Armed with cash, the company set to work, and in less than three years they had built the 108-mile link between the coal mines and the Hudson River. The locks could accommodate boats of up to 30 tons, and could raise or lower them between eight and 12 feet for each lock. (The canal reached its apex at what became Summitville.) The original canal included two major aqueducts to carry boats over the Neversink River and Rondout Creek. And when it was enlarged between 1847 and 1851, the company added four new aqueducts, engineered by John A. Roebling (who took much of what he learned here and used it several years later to build a rather famous bridge that connects Brooklyn to Manhattan).
Follow the money
While the canal made its Pennsylvania owners and New York City investors wealthy, it also provided a boon to the vastly unsettled counties through which it passed. “It helped enrich people all along the canal, especially in Ulster County,” says Stephen Skye, a historian and president of the Neversink Valley Area Museum, in Cuddebackville. “People worked to build the canal, to run it, and to maintain it. The county’s population exploded. Kingston’s major industry was the canal, and it grew from a village to a major New York and American city. Esopus went from a tiny village of hundreds to a town of thousands.”
The canal began as a way to move coal, but as it was widened, deepened, and improved over the years, it quickly added other products, including human passengers. “Some days, people in Cuddebackville would get on a boat and go up to Wurtsboro, visit family or friends, have a meal, and boat back down,” Skye says. But leisurely canal travel didn’t last for very long. The boats could only travel up to three miles per hour — any faster and the waves would put wear on the sides of the waterway — and in the late 1840s a railroad was built, providing faster travel. By the 1850s, canal passenger boats were outdated.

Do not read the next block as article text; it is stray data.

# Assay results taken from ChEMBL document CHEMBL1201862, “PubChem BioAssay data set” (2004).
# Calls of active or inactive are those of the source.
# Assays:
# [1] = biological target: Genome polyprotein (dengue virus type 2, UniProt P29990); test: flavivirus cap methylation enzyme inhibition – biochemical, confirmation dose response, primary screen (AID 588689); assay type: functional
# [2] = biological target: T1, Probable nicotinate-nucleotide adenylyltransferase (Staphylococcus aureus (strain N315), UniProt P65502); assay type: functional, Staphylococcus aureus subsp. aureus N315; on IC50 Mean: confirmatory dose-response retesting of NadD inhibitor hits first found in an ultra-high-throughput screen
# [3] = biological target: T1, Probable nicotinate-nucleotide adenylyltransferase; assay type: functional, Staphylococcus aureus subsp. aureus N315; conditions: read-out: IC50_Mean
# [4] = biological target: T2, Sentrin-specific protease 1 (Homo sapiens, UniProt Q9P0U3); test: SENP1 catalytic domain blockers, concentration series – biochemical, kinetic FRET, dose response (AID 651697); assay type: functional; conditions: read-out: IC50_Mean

During the canal’s peak years mid-century, thousands of boats floated up and down the canal at any one time. “It was the economic highway for the entire area,” says Eileen Camasso, president of the board of trustees at the D&H Canal Historical Society and Museum in High Falls. “A lot of people today know it was there — there are so many places with the word ‘canal’ in the name — and they know there are little villages seemingly in the middle of nowhere because of the canal. But I don’t think they understand how powerful an engine of the economy it was for 100 years.”
End of an era
By the end of the century, though, railroads had become the preferred means of transportation in the country. In 1898, only 200 coal-carrying boats were still in operation. That year, the Delaware & Hudson Canal Company, which had been investing in trains since the 1860s, officially became the Delaware & Hudson Railway.
What of the canal? The company sold the land, which was largely filled in over time. “Once it closed, many of the villages along it had to find new roles,” says Camasso. “Some may have disappeared, but many redefined themselves.” Today, only a few fragments of the canal remain, protected as National Historic Landmarks and parks. The best place to see these remains is at the D&H Canal Museum and its Five Locks Trail, where visitors can walk along a towpath to see the original stone structures and locks 16-20, which were built as the canal was expanded for increased traffic. When you do visit, remember that this scenic path once supported a lot more than hikers — it supported the entire mid-Hudson Valley.
Low Bridge, Everybody Down!
To learn more about the D&H Canal’s history, visit:
D&H Canal Historical Society and Museum
23 Mohonk Rd., High Falls
This month, look for a performance by the Bel Canto Institute (Aug. 14).
The museum is offering free, guided tours of the Five Locks Trail on Sept. 11, 18, and 25.
Neversink Valley Area Museum
26 Hoag Rd., Cuddebackville